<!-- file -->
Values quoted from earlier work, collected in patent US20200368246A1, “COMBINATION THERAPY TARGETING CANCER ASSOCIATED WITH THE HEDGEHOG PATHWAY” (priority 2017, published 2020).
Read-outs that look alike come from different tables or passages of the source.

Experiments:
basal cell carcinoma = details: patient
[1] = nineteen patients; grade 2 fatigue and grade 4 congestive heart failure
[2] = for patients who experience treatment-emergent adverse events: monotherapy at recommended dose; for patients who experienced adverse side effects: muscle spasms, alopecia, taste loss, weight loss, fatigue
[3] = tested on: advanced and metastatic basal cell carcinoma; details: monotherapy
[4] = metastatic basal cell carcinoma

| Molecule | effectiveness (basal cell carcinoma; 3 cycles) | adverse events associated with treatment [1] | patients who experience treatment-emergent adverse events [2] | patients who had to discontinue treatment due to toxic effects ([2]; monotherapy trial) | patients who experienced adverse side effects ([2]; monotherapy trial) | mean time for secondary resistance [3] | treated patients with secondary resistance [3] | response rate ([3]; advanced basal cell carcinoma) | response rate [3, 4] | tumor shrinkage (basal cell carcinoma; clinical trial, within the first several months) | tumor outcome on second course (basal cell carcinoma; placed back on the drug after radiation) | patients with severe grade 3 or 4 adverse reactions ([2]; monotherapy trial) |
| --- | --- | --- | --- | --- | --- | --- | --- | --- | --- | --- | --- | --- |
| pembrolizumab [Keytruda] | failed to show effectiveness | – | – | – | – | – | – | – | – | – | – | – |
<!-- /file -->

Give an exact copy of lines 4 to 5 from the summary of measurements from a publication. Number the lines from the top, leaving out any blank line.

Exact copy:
basal cell carcinoma = details: patient
[1] = nineteen patients; grade 2 fatigue and grade 4 congestive heart failure